I was also pleasantly surprised by Melanie Jones in this final. Her form is strong across all the elements. I also live for a simple dive roll, and hers is placed and performed excellently. Like Stack-Eaton, she is using a very dramatic piece, but she pulls it off just a little bit better. People often want to use big music for their floor routines, but that is a challenge because you have to live up to that music continuously for a minute and a half. I wish Alabama had recut Stack-Eaton’s music and recomposed her routine. She ends up standing in the corner during some of the most sweeping parts of the piece, and it feels incongruous.

As for Kytra Hunter, her tumbling is crazy excellent, as we all knew it would be, but her performance is still just a little Hill’s and a little pose-y. You can see the moment when she remembered to smile. She could very well deserve this title in her junior and senior years, but right now it’s a tumbling show with a little bit of standing on her head in the middle. She needs to become a floor performer.

Ranking the Vault 10s

In 2012, we saw five 10s awarded on vault.

There are two types of gymnastics fans: Those who say, “Great for them! They’re all winners!” and those who say, “But who is the actual winner?”

I think it’s time to pick an actual winner. The videos of the five vaults are provided below. Let’s all watch and rank, and we’ll come up with a winner among the 10s.

Feel free to move beyond the scoring system and embrace the inherent subjectivity by using any and all criteria you think is appropriate: body shape, landing position, block, amplitude, distance, difficulty, artistic interpretation, hairstyle selection, ability to convey a theme through movement, leotard quality, coach reaction, etc. Use it all.

Geralen Stack Eaton – January 13, 2012

Vanessa Zamarripa – January 15, 2012

Diandra Milliner – February 3, 2012

Tauny Frattone – March 11, 2012

Vanessa Zamarripa – April 21, 2012

My ranking and thoughts:

1. Frattone
2. Zamarripa January
3. Zamarripa Super Six
4. Stack-Eaton
5. Milliner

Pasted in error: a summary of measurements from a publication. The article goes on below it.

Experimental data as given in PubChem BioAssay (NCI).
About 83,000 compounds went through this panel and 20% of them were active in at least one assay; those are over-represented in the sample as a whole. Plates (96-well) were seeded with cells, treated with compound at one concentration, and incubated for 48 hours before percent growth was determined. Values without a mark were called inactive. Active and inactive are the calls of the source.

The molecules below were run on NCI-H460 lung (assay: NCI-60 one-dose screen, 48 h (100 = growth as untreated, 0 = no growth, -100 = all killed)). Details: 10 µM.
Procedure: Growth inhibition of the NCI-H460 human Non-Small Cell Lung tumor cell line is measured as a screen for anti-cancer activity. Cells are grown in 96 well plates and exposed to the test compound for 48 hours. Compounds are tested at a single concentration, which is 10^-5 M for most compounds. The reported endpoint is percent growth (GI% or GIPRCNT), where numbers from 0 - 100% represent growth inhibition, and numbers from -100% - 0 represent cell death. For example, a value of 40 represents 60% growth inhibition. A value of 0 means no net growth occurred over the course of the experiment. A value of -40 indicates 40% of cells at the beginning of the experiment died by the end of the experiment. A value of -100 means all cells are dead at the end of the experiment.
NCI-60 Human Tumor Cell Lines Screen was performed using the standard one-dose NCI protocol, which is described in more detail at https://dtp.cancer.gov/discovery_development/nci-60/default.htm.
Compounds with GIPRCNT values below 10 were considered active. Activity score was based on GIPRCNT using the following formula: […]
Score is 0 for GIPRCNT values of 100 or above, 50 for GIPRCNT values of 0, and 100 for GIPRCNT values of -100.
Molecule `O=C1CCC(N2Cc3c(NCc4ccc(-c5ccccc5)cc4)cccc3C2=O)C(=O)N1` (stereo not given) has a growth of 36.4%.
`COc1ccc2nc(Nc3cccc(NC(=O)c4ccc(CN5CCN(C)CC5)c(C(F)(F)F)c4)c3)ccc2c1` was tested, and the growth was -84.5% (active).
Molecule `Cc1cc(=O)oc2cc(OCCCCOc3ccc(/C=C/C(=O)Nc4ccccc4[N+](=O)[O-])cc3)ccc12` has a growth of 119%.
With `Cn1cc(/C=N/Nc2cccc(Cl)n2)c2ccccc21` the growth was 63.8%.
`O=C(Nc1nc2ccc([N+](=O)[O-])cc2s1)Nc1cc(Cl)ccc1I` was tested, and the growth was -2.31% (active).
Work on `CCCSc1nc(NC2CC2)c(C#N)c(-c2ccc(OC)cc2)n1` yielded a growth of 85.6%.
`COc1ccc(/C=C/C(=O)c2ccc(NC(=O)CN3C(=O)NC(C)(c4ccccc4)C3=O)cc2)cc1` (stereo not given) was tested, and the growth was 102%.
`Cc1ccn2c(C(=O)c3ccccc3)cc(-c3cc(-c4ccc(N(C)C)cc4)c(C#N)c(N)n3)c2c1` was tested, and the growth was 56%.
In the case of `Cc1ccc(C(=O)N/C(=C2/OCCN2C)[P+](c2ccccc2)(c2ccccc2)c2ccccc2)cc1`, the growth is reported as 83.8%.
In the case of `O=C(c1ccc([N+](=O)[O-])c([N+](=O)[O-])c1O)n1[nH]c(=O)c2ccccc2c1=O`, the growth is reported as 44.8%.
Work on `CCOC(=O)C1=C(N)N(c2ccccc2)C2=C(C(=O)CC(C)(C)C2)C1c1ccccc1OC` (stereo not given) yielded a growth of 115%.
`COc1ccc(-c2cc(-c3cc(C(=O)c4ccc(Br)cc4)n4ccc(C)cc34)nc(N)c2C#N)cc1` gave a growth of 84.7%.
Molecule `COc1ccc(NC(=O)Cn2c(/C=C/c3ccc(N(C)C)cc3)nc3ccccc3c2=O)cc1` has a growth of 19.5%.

It may just be the relaxation of retrospection, but I’m feeling a lot more forgiving toward these vaults than I was at the time. I’m not going to debate any awarding of 10s, so it basically comes down to a matter of taste.

I’ve decided to be a little controversial here and put Frattone’s vault first. I didn’t feel this way when it happened, and I can grant vehement disagreement through discussion of leg separation and difficulty, but it is by far the most satisfyingly stuck vault of the group. Part of that is the nature of this vault. You’re not going to be as hunched over and afraid as you are on a Yurchenko full, but she has the best presence and posture on landing. I’m such a sucker for that.

Compare that to Stack-Eaton, who is at a little bit of a 45 degree angle when she sticks. (Incidentally, her Super Six vault was far stronger and would have contended for the top of the list had it received a 10). For Zamarripa, she bounces out of that January stick pretty quickly, and I doubt whether she could have held it. In the Super Six vault, she’s a victim of replay. In that reverse angle, we can see her rocking on one foot to try to hold onto the vault, which takes away from the stick. I put both the Zamarripa vaults ahead of the Stack-Eaton vault, though, largely based on overall appreciation of form.

The Milliner vault goes last for me because it has the clearest issue. She bends those knees pretty obviously even in real time, so while she gets bonus points for difficulty, it’s still the least impressive 10 to me. One of the tings that helps Frattone’s vault in my estimation is that she almost always bends her legs a little on that vault but didn’t this time.

What do you think? Am I crazy? What is your ranking?